Active Learning is the possibility given to individuals to become actively involved in the construction of the learning process. Vygotsky suggests that learning is developed through social involvement, which enables learners to internalize skills and knowledge, through the use of thinking and talking opportunities (Wood 1998, Hewitt 2008, Moore 2000).
As a consequence the role of the teacher swings from giving instruction, demonstrating good practices and assessing the developmental process, to allow students to become engaged in the planning, monitoring and assessing the lessons. Thereby, it is important to scaffold pupils towards the self-regulation of their learning, creating spaces for peer conversations and teacher-children dialogues to enhance reflection, whilst closely monitor them, until children reach their full possession of the knowledge and their consequent independency (Hargreaves 2005, Hewitt 2008, Pollard 2008).
For students to become conscious about “how I learn” is possible only through the introduction of specific, systematic reflective moments for students and teachers to share.
The concept of reflective learning was introduced initially by Dewey in 1933, as opposed to a habitual and static way of teaching (Pollard 2008, McGregor 2007, Bagnall 2006). It enables learners to activate prior knowledge and to construct, deconstruct and reconstruct what they learnt and apply it to further experiences.
In doing so students will be able to:
- Learn from experience
- Develop meta-cognitive skills
- Exercise responsibility for their own learning (and actions)
- Build capacity to restructure/reframe knowledge
Reflective learning supports children to reach metacognitive awareness and independence in learning. However it is important to take into account the limited abilities in younger or less able children and possibly some ESL children and attentively consider either when these pupils might not be able to use skills in a wider and articulated task, or if their limited capacity to discuss and reflect on their learning is due to limited vocabulary (Cortazzi and Jin 2007). Consequently, in order to build a conscious awareness of the pupils and scaffold children’s towards becoming competent to discuss their learning, attention should be given also to the use of the language.
As suggested by the Project for Enhancement of Effective Learning in Australia, to support the growth of children’s metacognitive abilities (reflecting on ones learning) and their school performances (Claxton 2007), it becomes vital to use time and energies to introduce and consistently offer opportunities to make learning more explicit, to communicate teachers’ learning intentions, to consider and discuss children’s opinions by allowing them to shape their work, by fostering their participation and motivation to actively contribute to their knowledge acquisition (Hargreaves 2005, McGregor 2007).
A further step, to help pupils in their journey towards becoming active learners, is establishing a bridge from reflecting on how one learns, to how one feels about his learning, continuing the pendulum amongst social and individual work and helping children to acquire the emotional control on anxiety (Pollard 2008).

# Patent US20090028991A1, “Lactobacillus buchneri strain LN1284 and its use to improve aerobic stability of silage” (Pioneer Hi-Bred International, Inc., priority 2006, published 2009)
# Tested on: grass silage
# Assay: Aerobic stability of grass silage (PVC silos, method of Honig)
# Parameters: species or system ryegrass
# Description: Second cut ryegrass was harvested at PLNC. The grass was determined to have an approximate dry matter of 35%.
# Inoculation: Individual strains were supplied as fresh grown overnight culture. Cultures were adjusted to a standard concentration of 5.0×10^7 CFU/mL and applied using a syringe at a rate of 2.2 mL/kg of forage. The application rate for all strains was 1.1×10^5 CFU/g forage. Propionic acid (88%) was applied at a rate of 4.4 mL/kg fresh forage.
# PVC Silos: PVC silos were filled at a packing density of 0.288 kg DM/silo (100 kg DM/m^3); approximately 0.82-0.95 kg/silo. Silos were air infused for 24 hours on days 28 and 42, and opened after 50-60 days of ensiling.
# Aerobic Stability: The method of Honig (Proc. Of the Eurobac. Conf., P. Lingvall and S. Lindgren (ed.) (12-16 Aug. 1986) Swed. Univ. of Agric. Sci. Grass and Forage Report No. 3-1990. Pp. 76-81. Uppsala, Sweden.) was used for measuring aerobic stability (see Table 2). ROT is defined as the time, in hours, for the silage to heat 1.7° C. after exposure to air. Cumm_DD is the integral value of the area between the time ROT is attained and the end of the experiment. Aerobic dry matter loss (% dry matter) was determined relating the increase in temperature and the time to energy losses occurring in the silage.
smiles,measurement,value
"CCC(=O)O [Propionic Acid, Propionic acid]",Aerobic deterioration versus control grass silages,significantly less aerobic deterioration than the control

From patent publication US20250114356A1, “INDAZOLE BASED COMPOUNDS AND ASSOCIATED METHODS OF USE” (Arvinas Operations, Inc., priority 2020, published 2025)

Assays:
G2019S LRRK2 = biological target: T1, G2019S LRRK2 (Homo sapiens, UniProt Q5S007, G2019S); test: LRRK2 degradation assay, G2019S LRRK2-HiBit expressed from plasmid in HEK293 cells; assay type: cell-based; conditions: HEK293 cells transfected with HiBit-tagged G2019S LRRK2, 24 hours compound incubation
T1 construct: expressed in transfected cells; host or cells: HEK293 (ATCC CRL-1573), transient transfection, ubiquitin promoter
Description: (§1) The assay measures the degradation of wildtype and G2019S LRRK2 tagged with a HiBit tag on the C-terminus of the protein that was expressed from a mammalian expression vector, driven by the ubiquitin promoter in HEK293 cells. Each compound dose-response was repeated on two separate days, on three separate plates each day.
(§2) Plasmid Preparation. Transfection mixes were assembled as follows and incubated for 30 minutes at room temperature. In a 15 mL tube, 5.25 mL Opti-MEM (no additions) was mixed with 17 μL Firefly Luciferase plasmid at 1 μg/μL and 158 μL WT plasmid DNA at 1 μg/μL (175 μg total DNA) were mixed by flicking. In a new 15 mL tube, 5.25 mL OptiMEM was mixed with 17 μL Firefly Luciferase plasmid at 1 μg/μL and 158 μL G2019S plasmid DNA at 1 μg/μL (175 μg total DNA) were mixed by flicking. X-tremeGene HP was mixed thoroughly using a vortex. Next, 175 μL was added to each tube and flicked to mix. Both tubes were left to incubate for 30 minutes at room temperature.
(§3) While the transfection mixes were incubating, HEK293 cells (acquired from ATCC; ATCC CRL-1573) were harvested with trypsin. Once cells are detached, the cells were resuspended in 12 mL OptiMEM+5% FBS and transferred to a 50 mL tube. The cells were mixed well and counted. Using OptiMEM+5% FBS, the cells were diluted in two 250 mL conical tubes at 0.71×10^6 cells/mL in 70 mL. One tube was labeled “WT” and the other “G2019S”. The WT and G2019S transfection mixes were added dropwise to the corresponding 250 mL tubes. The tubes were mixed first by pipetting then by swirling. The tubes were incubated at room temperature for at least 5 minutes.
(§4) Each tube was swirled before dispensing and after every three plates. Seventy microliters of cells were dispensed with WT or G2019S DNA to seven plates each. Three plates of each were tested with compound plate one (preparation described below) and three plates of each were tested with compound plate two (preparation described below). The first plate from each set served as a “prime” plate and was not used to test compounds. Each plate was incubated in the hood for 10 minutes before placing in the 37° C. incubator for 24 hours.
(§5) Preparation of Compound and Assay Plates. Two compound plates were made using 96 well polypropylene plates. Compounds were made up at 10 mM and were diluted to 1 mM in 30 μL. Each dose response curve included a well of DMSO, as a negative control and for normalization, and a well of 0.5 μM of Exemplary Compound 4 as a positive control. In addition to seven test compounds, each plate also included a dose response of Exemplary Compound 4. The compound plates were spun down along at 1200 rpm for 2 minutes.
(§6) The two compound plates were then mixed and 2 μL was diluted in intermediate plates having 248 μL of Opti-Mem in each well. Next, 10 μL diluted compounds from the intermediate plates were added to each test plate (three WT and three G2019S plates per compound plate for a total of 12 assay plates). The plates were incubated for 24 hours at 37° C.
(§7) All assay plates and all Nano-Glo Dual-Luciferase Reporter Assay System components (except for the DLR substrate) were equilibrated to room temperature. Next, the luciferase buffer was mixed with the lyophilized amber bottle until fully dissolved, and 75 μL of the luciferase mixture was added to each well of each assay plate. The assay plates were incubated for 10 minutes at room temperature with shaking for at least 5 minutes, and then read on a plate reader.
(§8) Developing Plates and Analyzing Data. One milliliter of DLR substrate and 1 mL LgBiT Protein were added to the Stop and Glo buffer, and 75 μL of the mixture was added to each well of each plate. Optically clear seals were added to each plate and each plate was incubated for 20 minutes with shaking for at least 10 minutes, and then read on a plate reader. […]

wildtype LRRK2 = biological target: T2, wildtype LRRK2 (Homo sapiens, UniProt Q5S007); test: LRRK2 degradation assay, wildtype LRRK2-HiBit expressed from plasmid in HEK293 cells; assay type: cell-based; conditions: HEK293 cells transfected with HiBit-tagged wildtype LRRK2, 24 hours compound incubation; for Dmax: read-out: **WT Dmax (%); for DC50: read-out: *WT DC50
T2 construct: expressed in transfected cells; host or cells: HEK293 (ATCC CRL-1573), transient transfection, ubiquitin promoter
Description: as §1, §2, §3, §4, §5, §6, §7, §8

The work of the psychologist Carl Rogers, father of humanistic education, has been important to develop the “nondirective model” of learning and teaching (Joice 2000), where people’s growth is supported by the quality of their relationships. Pupils are passed information about class goals and instruments to support the ability to self-direct their learning. Whilst teachers are involved specifically in allowing spaces and inviting children to self-direct their work, supporting them when needed, whilst clarifying to them about the progress they are making.
This model, where educators implement the use of interviews and conversations, guides children towards relying more on each other and on themselves, contributing to building empathy amongst the children and major confidence towards their abilities. It supports the personal growth of the individual, allowing the learner to “work on” their self-understanding through “critical reflexivity” as identified by Quicke.
Designing a curriculum, which allows specific space to inform and reflect on the reasons for and consequences of learners’ actions, can contribute to creating a more meaningful relationship between pupils and teachers. The learner perceives his value through the consideration displayed over his thoughts, and teachers could be guided, when interpreting their children’s day to day reactions, by the information retrieved during these conversations in a constructive “shared understanding”. It is important however to pay specific attention not to abuse self-reflectiveness. Therefore students should reflect only on certain tasks, where they have been immersed long enough for becoming committed, through specific practices, attentively chosen in a possible collaboration amongst teachers and students, in order to be effectively meaningful to both of them (Quicke 1999).
Michaela is the Head of the School. She co-founded Acorn House in 1999